EconPapers    
Economics at your fingertips  
 

Emerging market liquidity and crises

Eduardo Levy Yeyati (), Sergio Schmukler () and Neeltje Van Horen ()

No 4445, Policy Research Working Paper Series from The World Bank

Abstract: Whereas conventional wisdom argues that markets shut down during crises, with sellers struggling to find buyers, we find that markets continue to operate during financial turmoil, even in narrow and volatile emerging economies. Simple event studies indicate that both trading volume and trading costs increase in crisis times. Prices change more with each dollar transacted (pushing the Amihud illiquidity measure up) and bid-ask spreads widen. More generally, econometric estimates show that large price downturns, typical of crises, are associated with higher trading activity and increased trading costs, with trading activity declining only later as crises progress. Thus, while trading activity tends to be negatively related to trading costs during tranquil times (and across securities), this relation appears to break down during crises. These results are consistent with the analytical literature on portfolio rebalancing by heterogeneous agents in times of crises.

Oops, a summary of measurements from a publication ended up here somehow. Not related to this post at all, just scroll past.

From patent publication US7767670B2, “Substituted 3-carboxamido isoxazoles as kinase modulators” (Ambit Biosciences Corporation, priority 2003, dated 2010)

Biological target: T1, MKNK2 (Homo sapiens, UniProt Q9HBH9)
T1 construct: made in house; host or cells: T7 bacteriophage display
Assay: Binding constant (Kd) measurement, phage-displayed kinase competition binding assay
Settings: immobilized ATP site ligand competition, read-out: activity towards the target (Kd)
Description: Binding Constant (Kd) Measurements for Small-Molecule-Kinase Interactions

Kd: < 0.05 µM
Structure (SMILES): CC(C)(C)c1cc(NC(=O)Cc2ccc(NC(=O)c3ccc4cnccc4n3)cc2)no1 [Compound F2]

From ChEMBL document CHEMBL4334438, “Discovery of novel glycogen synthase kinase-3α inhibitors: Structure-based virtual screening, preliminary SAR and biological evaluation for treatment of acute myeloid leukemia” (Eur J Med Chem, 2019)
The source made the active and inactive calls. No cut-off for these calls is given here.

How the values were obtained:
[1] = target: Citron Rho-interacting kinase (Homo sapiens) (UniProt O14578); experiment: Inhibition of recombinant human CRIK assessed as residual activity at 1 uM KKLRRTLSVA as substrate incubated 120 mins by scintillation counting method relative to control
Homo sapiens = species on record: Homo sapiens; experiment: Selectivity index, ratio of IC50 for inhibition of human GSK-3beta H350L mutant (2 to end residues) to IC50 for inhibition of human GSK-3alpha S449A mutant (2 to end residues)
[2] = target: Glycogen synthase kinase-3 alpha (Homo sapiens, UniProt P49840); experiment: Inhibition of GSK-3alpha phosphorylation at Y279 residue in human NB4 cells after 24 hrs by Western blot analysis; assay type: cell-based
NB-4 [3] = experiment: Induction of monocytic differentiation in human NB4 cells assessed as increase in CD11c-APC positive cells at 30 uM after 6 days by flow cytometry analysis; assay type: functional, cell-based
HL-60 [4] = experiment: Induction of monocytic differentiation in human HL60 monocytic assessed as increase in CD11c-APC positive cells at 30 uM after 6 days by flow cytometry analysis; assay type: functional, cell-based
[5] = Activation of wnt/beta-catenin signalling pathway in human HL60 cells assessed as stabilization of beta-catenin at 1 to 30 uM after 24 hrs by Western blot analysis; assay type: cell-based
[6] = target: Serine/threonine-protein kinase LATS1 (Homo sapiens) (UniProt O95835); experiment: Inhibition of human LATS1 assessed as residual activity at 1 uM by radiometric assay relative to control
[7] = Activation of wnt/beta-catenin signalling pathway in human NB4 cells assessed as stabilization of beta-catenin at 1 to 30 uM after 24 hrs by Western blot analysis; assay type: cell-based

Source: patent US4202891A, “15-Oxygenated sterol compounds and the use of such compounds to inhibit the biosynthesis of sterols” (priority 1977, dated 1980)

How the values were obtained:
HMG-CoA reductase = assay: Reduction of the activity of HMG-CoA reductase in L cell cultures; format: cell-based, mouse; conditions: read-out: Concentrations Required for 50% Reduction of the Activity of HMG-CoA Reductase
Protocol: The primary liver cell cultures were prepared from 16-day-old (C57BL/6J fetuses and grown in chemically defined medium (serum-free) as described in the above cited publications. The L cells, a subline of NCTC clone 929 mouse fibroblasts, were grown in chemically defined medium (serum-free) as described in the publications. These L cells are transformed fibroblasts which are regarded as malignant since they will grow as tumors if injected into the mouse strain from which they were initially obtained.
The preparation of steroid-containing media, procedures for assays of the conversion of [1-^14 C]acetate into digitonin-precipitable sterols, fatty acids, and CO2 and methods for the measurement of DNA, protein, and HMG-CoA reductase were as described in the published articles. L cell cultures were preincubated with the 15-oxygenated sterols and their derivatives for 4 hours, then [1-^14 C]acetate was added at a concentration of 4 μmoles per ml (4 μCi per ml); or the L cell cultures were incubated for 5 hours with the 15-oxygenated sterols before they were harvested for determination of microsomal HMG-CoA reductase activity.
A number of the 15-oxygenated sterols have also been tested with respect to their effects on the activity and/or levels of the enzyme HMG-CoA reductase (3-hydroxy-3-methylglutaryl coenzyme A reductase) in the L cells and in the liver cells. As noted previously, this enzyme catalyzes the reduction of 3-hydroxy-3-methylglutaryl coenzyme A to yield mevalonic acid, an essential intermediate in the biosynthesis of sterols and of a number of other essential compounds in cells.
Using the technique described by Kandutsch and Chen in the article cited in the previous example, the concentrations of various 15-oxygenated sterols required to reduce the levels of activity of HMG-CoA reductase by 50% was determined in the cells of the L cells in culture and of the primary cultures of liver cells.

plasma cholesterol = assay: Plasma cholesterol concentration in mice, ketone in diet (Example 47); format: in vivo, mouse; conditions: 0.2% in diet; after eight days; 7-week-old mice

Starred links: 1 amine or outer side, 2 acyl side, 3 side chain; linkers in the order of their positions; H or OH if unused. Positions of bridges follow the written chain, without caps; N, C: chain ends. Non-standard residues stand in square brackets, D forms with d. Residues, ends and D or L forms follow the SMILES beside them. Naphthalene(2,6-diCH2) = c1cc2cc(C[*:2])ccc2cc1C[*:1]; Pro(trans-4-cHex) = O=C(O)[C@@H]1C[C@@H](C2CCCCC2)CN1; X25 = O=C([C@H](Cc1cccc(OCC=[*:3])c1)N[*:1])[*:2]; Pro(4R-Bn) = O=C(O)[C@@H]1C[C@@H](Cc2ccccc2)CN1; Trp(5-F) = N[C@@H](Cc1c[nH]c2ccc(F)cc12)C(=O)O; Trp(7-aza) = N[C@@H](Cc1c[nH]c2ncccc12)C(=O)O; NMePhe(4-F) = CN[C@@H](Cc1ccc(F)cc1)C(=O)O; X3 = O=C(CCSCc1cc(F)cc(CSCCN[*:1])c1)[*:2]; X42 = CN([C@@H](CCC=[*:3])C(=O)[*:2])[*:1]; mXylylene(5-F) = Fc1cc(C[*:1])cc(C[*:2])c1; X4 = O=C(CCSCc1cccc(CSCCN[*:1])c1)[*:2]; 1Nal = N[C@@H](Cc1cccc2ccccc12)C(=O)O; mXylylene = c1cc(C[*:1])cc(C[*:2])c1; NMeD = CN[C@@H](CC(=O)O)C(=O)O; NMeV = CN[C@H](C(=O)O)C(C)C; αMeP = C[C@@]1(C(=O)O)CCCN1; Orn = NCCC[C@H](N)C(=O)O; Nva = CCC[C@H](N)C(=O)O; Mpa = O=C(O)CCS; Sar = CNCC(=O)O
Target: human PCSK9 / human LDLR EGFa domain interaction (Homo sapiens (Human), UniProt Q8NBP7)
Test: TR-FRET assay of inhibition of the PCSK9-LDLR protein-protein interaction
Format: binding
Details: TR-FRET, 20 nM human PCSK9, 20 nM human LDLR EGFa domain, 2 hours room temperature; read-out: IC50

Keywords: Debt Markets; Markets and Market Access; Emerging Markets; Economic Theory&Research (search for similar items in EconPapers)
New Economics Papers: this item is included in nep-mst
Date: 2007-12-01
References: View references in EconPapers View complete reference list from CitEc
Citations: View citations in EconPapers (4) Track citations by RSS feed

Downloads: (external link)
http://www-wds.worldbank.org/external/default/WDSC ... ered/PDF/wps4445.pdf (application/pdf)

Related works:
Journal Article: Emerging Market Liquidity and Crises (2008) Downloads
This item may be available elsewhere in EconPapers: Search for items with the same title.

Export reference: BibTeX RIS (EndNote, ProCite, RefMan) HTML/Text

Persistent link: https://EconPapers.repec.org/RePEc:wbk:wbrwps:4445

Access Statistics for this paper

More papers in Policy Research Working Paper Series from The World Bank 1818 H Street, N.W., Washington, DC 20433. Contact information at EDIRC.
Bibliographic data for series maintained by Roula I. Yazigi ().

 
Page updated 2019-11-07
Handle: RePEc:wbk:wbrwps:4445